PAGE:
This talk presents Restoring, Recording and Inventorying the Tangible and Intangible Heritage of the M’Hamid Oasis, Morocco, a project done in 2019 in partnership with Terrachidia and CineTecture. During a workshop held in Ksar Ouled Youssef, international participants helped local master builders and young apprentices to restore the Marabout of Sidi Abdellah Khalifa. Buildings were documented, interviews were held to understand local needs and aspirations, while crafts demonstrations, dance, music and chanted poetry performances were filmed.
The project film M’Hamid Oasis Morocco and book Ouled Youssef. An Old Ksar in the M’Hamid Oasis showcase the cultural significance of this place, create wider awareness of its struggle for survival, and highlight its untapped tourism potential.
The event was streamed on Facebook here (Giamila’s talk runs from 45:54 to 1:16:37)
How Biscuits Became Italian: The Fleeting Nature of Country of Origin Effect
Dr Daniela Pirani, University of Liverpool
Dr Pirani originally delivered this talk at the Business History Conference.
This working paper looks at the trajectory of biscuits between the 1850s and 1930s, showing how biscuits have entered the Italian marketplace as an English commodity, and how they have then been nationalised as an Italian product, giving rise to a national market and a new understanding of this commodity.
This paper contributes to business history literature by providing novel data that illustrate how Italian companies entered the global bakery market by imitating English products, and how this in turn affected the national market. Castro and Saiz (2019) suggest that country of origin is, along with nation branding, an answer to globalisation, and both have a ‘sweeping away’ potential towards local brands. This paper attempts a slightly different approach by looking at how the Italian bakery industry emerged and structured by appropriating the British know how and the premium associated with the country of origin. This theorisation is supported by mostly unpublished data collected in Italy about Italian bakery businesses at the turn of the 19th century.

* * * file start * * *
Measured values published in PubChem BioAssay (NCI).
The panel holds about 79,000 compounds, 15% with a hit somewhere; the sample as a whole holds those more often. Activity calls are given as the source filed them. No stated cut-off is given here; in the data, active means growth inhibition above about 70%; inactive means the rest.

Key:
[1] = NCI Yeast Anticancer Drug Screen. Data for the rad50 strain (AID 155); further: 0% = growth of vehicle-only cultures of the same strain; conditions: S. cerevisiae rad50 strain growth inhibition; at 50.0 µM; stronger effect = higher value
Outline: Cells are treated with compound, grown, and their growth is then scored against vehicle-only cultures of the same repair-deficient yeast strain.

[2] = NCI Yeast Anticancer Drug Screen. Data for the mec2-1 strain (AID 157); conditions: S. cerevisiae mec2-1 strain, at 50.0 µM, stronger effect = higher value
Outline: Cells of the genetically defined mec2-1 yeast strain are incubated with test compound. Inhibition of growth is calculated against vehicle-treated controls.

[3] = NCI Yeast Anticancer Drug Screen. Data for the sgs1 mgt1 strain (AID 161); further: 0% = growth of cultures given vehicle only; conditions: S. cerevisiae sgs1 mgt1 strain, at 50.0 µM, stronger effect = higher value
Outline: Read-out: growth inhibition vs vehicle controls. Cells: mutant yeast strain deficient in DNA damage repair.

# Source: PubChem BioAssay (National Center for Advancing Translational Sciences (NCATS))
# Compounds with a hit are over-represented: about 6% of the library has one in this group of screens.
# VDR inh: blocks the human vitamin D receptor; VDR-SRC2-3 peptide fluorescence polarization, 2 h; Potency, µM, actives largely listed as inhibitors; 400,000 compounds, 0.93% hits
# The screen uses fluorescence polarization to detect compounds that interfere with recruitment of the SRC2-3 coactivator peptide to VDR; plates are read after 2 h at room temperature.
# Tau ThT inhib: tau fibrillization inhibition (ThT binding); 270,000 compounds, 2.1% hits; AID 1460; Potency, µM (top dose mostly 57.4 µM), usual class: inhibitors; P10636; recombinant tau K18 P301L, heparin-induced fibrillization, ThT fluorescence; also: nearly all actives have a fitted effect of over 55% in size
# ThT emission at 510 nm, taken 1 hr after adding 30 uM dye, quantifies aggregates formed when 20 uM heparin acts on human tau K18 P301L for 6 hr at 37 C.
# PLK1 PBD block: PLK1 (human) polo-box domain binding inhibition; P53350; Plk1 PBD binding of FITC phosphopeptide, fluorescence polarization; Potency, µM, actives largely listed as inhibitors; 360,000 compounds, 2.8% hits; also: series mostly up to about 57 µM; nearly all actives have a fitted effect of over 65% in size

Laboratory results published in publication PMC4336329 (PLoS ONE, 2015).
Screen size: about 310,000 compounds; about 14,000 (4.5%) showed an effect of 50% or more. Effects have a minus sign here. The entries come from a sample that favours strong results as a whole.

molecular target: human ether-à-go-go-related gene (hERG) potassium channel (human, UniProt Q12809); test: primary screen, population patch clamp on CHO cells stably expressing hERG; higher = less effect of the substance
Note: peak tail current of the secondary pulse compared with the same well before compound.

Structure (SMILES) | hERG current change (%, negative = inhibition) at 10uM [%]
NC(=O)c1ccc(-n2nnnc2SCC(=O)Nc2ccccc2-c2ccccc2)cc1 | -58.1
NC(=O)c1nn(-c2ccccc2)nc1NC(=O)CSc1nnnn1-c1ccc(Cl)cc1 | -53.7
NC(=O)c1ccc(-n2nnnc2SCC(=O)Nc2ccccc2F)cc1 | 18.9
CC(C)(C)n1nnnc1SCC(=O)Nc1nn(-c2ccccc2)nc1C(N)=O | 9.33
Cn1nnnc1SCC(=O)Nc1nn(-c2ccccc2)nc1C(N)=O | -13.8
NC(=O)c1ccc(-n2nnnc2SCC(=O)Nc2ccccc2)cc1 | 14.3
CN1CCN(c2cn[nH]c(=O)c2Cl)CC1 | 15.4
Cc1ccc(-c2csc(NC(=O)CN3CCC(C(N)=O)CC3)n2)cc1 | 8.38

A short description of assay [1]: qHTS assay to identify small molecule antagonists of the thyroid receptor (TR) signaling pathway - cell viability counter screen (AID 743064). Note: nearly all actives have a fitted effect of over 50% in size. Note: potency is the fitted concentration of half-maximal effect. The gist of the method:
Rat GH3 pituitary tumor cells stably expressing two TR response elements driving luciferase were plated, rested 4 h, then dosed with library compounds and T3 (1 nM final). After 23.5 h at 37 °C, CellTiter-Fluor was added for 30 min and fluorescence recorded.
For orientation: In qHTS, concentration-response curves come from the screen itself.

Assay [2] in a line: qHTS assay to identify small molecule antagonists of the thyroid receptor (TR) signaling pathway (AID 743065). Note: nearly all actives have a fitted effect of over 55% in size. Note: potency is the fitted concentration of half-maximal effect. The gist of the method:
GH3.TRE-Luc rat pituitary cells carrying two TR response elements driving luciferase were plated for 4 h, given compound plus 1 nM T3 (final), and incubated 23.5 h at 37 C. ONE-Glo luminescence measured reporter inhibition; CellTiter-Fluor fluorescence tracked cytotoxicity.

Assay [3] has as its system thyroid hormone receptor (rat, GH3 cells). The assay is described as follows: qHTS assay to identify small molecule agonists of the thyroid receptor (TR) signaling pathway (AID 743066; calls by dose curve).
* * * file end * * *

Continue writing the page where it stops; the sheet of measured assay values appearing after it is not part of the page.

Heritage Research Theme keynote Lecture 2021
Paul Boniface, Secretary of the National Trust
Paul Boniface, lectures on governance, human resources and conservation management both nationally and internationally, joined us at the University of Liverpool on 27 January 2021 to deliver the Heritage Research Theme's keynote lecture.
In his talk 'People & Places: The History, Properties and Personalities of the National Trust', Paul charts the history of the National Trust from the end of the nineteenth century to the current day, explaining the charity’s mission and how it has responded to the changing conservation challenges and concerns of different generations.
Engineering Internationalism: Colonialism, the Cold War and UNESCO’s victory in Nubia
International Heritage Keynote Lecture 2021 with Professor Lynn Meskell
Lynn Meskell is the Richard D. Green Professor of Anthropology in the School of Arts and Sciences, Professor in the Graduate Program in Historic Preservation, and curator in the Middle East and Asia sections at the Penn Museum at the University of Pennsylvania. She is currently A.D. White Professor-at-Large at Cornell University (2019–2025).
Lynn’s lecture explored some of the issues she sets out in her book, A Future in Ruins: UNESCO, World Heritage, and the Dream of Peace.
Best known for its World Heritage program committed to "the identification, protection and preservation of cultural and natural heritage around the world considered to be of outstanding value to humanity," the United Nations Educational, Scientific and Cultural Organization (UNESCO) was founded in 1945 as an intergovernmental agency aimed at fostering peace, humanitarianism, and intercultural understanding.
Drawing of the example of Nubia, Lynn’s lecture explores UNECO’s role in the region from the late 19th Century.